Re: NATLANG ruki-rule in Slavic, Scandinavian languages, Danish
|From:||Markus Miekk-oja <fam.miekk-oja@...>|
|Date:||Thursday, August 21, 2003, 9:32|
Speaking of this, my girlfriend (who is from Piteå in northern Sweden) has
three demonstrative pronouns, which doesn't exist in standard >Swedish.
>hojna /hUjna/ 'she, this one/that one' hajna /hajna/ 'he, this one/thatone' hejna /hEjna/ 'it, this one/that one'
My guess, judging from how they look and one possible correspondence to my
dialect, they are basically formed like the demonstratives
den här (gender based pronoun and "here")
using personal pronouns and a worn down locative adverb, gone through at
least one metathesis
However, it would seem they've gone through some odd sound shifts that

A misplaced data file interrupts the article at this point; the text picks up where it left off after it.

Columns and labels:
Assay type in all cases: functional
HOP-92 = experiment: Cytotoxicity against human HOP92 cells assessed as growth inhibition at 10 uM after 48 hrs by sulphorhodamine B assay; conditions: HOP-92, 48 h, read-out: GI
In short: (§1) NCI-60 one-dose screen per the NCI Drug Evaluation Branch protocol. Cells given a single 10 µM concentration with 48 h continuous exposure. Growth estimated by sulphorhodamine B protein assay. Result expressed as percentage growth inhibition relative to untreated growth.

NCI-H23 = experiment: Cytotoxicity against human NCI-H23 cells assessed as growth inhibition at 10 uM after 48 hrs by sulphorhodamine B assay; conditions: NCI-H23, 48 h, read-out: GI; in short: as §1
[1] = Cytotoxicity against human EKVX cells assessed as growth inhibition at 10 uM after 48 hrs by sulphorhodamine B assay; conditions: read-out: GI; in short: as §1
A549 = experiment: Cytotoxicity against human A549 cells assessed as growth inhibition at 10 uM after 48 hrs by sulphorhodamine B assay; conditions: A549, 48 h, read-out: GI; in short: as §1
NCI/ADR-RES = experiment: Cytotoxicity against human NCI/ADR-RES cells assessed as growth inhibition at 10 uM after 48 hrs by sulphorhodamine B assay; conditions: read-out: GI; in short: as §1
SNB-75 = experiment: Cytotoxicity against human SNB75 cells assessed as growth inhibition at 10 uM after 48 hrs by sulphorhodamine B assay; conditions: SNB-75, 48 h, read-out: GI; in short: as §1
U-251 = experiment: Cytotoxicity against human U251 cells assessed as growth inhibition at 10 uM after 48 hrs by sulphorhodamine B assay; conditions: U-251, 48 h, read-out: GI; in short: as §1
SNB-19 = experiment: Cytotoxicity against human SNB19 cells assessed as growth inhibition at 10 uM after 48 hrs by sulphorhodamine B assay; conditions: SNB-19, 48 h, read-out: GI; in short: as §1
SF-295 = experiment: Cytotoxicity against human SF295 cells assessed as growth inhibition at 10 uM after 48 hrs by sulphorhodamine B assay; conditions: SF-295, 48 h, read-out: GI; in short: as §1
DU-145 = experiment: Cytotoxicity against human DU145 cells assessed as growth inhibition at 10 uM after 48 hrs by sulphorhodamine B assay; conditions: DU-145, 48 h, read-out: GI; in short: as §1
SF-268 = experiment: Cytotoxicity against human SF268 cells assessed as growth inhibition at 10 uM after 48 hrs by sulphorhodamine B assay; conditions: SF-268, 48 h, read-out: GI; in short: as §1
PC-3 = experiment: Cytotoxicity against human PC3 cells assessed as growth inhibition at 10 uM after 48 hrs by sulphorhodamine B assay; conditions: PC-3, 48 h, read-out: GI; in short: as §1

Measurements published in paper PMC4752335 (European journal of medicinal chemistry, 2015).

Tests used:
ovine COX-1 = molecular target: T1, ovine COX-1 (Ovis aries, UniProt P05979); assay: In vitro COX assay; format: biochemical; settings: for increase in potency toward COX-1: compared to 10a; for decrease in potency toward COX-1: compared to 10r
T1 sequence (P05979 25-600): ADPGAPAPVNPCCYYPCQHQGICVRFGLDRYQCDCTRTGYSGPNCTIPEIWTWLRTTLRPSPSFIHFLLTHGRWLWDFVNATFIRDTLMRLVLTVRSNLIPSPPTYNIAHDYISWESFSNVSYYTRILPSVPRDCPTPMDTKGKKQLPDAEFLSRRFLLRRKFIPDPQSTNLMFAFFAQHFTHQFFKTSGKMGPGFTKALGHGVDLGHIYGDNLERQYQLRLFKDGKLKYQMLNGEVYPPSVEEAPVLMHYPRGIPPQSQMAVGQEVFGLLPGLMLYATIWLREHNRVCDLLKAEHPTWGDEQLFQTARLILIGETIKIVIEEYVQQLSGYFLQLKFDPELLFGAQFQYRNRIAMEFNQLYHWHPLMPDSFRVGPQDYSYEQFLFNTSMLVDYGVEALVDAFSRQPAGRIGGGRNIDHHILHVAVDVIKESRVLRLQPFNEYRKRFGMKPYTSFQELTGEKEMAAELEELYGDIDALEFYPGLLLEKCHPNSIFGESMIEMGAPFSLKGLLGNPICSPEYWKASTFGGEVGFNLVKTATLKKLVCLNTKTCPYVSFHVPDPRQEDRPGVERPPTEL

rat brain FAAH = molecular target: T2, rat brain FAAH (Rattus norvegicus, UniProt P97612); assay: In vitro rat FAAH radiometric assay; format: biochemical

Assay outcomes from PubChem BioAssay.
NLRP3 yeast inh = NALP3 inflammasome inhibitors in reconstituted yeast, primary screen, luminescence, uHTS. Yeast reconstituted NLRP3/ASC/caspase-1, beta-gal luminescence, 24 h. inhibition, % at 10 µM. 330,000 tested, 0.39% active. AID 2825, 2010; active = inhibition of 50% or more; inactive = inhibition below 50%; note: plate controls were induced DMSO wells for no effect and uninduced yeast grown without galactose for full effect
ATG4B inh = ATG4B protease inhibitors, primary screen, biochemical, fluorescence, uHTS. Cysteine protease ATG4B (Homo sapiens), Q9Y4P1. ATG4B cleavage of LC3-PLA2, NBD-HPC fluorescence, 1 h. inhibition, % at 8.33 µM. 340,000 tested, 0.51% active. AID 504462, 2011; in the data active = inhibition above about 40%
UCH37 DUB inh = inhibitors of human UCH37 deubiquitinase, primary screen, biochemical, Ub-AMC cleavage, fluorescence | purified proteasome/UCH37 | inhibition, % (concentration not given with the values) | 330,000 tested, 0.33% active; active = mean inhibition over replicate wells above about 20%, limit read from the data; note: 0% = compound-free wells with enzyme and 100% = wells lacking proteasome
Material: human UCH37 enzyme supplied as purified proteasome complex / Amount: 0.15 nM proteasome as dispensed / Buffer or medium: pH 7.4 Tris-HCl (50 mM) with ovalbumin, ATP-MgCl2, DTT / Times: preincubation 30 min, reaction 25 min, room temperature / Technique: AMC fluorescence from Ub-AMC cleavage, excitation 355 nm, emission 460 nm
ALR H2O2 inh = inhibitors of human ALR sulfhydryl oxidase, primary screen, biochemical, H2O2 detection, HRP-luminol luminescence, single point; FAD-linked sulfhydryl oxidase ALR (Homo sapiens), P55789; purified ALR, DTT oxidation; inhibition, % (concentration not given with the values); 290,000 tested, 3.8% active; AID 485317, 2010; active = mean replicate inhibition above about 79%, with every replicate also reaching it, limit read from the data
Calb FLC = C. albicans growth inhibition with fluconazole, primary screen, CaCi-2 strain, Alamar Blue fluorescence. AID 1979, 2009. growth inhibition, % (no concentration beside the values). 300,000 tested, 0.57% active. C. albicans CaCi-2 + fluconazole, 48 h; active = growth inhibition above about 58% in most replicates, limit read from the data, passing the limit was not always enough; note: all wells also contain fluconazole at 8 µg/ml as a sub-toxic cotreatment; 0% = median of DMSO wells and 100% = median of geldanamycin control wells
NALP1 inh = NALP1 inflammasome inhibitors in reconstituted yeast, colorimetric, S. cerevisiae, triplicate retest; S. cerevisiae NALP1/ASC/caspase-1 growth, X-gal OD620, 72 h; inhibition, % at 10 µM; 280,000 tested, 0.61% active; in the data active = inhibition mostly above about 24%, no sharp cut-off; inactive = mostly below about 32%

didn't occur where I live:
(Basically one shift, the vowels might've shifted earlier) : nj -> jn
However, using them about people is considered rude (at least among those
who don't speak dialect). These are necessary because many northern dialects
still have three gender systems. (Probably cognates have existed all over
Sweden, or the pronoun + locative adverb construction has spread through
Sweden after the 2+2-gender system came into being). I do use them
demonstratively about non-humans and about humans when I know they're not
offended by it.
>These are clearly demonstrative rather than personal. She used one of themjust this morning when pointing at a picture of a woman in the >paper and
referring to her as _hujna_, i.e. 'this woman here', rather than 'she',
which would be _hon_ in Swedish.
A picture of a woman is at least not offended :-)
>The usage may vary. Sometimes it's only used if _hojna_ is walking towardsyou but not away from you, etc.
That's foreign to me. (No, really). Interesting tho'. Really interesting.
There are possibilities here :-)